“The simple element comes first.”
The Evolution of Design
Every good design begins with a vision. The simple element comes first. In this case, the simple sleeveless top was the first thing I put together in Marvelous Designer, a 3d modeling program geared toward fashion design.
This piece was my foundation garment and from it would come six different looks that could be created just by adding small details.
It took a while to get the top looking and sitting just the way I wanted it, but once it was done I was ready to begin making changes.
The Next Steps
- Adding a gathered skirt
- Adding a peplum
- Adding cap sleeves
- Adding a front ruffle
- Adding a front inset panel
From a Top to a Dress
I am a huge fan of dresses. When designed correctly, they are comfortable to wear and cover a multitude of bodily imperfections to create a graceful, flowing line on a woman’s silhouette. Gathered skirts on a dress are my favorite, so I added six gathered panels and attached them to the bottom hem of the top.
A peplum is a small section of fabric that goes over the main skirt. Over a straight skirt, it can be used to cover up a larger belly and make the waist seem smaller. Over a long, gathered skirt, it gives added fullness to the gathers and serves to break up the pieces so that they look like two pieces instead of one.
I wasn’t unhappy with the results, but I wasn’t satisfied either. I decided to try a few new variations on this.
Adding Cap Sleeves and a Front Ruffle
Changing the top from a sleeveless top to one with cap sleeves was an experiment for me. I’d never designed my own sleeves. I wanted something that would allow the wearer to have plenty of range of motion but also cover bare shoulders if they weren’t comfortable with them.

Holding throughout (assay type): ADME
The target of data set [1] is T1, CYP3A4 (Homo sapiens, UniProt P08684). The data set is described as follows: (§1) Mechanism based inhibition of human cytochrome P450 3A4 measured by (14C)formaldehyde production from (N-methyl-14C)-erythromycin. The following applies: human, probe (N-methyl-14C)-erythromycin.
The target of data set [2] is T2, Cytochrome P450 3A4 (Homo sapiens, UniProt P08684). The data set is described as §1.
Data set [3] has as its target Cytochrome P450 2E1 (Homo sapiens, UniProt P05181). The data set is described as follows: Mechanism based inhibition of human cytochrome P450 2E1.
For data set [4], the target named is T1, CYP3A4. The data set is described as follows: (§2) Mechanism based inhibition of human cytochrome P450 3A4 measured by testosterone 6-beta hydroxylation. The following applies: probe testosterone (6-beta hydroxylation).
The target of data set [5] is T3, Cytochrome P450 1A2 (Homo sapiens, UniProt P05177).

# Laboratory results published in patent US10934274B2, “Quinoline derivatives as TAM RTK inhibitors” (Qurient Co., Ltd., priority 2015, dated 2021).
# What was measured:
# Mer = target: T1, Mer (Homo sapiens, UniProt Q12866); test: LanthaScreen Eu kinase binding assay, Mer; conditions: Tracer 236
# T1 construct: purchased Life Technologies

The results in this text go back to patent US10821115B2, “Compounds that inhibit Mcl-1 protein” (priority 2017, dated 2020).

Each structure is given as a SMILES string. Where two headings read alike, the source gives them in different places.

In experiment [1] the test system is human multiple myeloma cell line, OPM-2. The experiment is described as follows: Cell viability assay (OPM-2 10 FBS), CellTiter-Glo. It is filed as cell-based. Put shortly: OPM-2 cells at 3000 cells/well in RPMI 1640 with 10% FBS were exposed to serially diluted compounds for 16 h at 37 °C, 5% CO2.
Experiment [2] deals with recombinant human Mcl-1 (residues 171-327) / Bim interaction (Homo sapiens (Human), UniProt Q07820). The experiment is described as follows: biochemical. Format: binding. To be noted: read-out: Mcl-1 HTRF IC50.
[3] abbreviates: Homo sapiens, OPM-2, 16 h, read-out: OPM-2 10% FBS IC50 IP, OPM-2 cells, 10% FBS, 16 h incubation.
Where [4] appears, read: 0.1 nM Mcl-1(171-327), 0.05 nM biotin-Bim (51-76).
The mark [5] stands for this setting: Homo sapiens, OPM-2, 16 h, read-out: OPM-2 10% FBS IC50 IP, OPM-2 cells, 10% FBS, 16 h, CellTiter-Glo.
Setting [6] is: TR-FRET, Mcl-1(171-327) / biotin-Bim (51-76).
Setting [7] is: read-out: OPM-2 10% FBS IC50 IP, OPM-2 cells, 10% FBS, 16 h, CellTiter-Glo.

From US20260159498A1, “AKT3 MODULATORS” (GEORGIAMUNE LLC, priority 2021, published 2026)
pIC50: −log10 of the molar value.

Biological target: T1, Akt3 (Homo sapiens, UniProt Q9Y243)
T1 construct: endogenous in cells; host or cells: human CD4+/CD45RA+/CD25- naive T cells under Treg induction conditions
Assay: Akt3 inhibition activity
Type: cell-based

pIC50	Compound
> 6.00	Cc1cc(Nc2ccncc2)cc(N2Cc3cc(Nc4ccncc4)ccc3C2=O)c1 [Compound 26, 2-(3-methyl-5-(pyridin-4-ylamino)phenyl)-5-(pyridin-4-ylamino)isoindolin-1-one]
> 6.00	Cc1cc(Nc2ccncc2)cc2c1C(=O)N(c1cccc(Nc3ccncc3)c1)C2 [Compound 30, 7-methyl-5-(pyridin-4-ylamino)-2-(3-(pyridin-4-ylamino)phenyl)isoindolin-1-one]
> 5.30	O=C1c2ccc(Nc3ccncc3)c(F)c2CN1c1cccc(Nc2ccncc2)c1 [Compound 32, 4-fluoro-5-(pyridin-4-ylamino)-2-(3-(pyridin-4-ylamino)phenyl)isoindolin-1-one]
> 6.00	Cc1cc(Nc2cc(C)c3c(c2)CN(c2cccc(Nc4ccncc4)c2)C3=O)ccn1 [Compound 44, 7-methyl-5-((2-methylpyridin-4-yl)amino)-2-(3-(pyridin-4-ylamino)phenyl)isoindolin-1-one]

The front ruffle was a decoration designed to mirror the peplum and gave greater cohesion to the design elements.
I was starting to like the look of the garment more, and to see more possibilities for it, too.
Adding a Front Inset & Matching Back
The garment was now heavier and the shoulder straps were being pulled down by the weight. There was an increasing amount of cleavage being revealed, so I decided to add a front inset panel to the garment to create a more modest look.
I then mirrored the inset panel and ruffle on the back.
This was a short project and a fun experiment in what could be done with a custom fabric design I’d created years ago on Spoonflower.com.
The Fabric Design
This was one of my first experiences in designing a repeating fabric design, created years ago, but I liked how it turned out.
It’s a great fabric design for a vertically challenged woman with extra space in the horizontal zone as the stripes add the appearance of height and create a slimmer profile in the eye of the viewer.
I created many coordinating fabric designs to go with it, some of which I intend to revisit using Pantone’s most recent color mixes, but for now will leave as they are.
What Do You Think?
Overall, I like the final product. It gives me ideas for a mix-and-match ensemble. With the right fasteners tucked under the garment, you could easily sell the top as a single piece and the skirt, peplum, cap sleeves, insets, and ruffles, as optional accessories that women could add on or take away according to the look they wanted to create that day.
Could you see yourself wearing this? What changes would you ilke to see me make to the design? What are your thoughts on how this came together and what would you have done differently?
I’d love to hear your thoughts on the garment and its design. Leave them in the comments below.